Vassa in the Night by Sarah Porter
My rating: 4 of 5 stars
Although I have never read the Russian tale “Vassilissa the Beautiful,” I enjoyed the story Porter told in Vassa in the Night. I wanted to read this novel because I love fix-it stories, where the protagonist finds something broken or gone terribly wrong and must correct it. The empowerment journey those characters take appeals to me, time and time again. Throw in some urban fantasy and I’m excited to pick up your book!
There were a few moments in the first half of this novel where I considered putting the book down and marking it as “did not finish,” but Porter always managed to bring me back with an interesting character or one of Vassa’s wry self-observations. I wasn’t sold on Erg at first (she seemed more of a mechanic than a character), but by the end I was definitely in an “I’m not crying, you’re crying” situation. Even more than Vassa’s sassy self-awareness, what kept me going was how violent the story is, not for the sake of the gore, but for what it represents. This novel has real teeth. Beneath the feisty and sarcastic narrator is a darkness that Vassa feels helpless against, and that she must contend with to reach her goal. This book did not feel safe, and that uncertainty kept me turning the pages.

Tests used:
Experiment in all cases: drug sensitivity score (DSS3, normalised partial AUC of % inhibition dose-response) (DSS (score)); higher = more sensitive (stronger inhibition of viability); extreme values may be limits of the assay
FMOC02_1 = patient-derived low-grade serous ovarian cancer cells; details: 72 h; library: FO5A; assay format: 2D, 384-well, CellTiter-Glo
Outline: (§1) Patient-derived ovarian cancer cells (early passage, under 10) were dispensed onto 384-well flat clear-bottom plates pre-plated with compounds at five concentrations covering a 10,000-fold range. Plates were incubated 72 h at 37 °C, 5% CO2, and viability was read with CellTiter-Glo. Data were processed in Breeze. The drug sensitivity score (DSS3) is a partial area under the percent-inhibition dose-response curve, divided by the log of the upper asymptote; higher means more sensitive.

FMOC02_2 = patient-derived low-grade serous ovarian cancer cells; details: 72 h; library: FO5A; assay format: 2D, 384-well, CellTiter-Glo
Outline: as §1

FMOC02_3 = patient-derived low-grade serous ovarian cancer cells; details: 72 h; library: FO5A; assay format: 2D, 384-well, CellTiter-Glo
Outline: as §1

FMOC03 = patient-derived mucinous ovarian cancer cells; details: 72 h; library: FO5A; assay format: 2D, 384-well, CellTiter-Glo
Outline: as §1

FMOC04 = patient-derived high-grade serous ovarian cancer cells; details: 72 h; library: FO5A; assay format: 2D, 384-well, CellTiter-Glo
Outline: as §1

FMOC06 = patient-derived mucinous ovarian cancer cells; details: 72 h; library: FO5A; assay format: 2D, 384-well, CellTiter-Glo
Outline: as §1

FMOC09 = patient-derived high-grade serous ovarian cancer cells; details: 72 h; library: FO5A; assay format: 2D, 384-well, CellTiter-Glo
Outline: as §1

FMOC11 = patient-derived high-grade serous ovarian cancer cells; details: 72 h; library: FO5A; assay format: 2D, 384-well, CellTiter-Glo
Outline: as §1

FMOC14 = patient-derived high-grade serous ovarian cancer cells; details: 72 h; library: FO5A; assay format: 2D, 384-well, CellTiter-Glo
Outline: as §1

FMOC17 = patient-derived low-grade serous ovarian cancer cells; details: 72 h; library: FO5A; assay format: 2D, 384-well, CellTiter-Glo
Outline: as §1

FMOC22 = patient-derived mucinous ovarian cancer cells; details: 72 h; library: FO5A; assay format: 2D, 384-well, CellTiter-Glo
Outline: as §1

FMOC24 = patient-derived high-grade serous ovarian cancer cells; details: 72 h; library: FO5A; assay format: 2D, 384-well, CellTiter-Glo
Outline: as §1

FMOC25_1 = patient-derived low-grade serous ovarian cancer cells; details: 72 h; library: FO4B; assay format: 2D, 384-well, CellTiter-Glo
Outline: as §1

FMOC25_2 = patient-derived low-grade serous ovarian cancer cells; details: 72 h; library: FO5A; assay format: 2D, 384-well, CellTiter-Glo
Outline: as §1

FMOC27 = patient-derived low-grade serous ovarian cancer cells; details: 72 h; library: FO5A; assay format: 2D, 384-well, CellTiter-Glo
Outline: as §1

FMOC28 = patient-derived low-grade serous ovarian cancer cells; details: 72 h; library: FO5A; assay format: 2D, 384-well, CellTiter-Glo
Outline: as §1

I’ve read a number of interpretations of Baba Yaga, set in different periods of time, and this was the most violent and irredeemable. Baba Yaga is not a cranky old woman who is painted as a monster by the patriarchy because she is powerful (although I have read good interpretations taking that stance). She is not a misunderstood protagonist, or an agent of revenge against bad people. She is not to be rescued by the end. She is the villain and is unapologetically brutal in a society that prefers to think it is less dangerous and more civilized than it used to be. Porter deftly employs the physical violence of the story not only to explore the brutality of modern society against people of color, but also to prepare Vassa to face the violence of her own emotions. Vassa’s feelings are as repressed and disassociated as a lot of people’s willingness to believe that the world is like navigating a BY’s: you are vulnerable to the capriciousness and ill will of people in positions of power who may hurt you with impunity. And like modern society, Vassa must learn to carry the burden of her feelings and embrace them in order to set the captive free and set the world to rights. I’m glad I took this journey with her.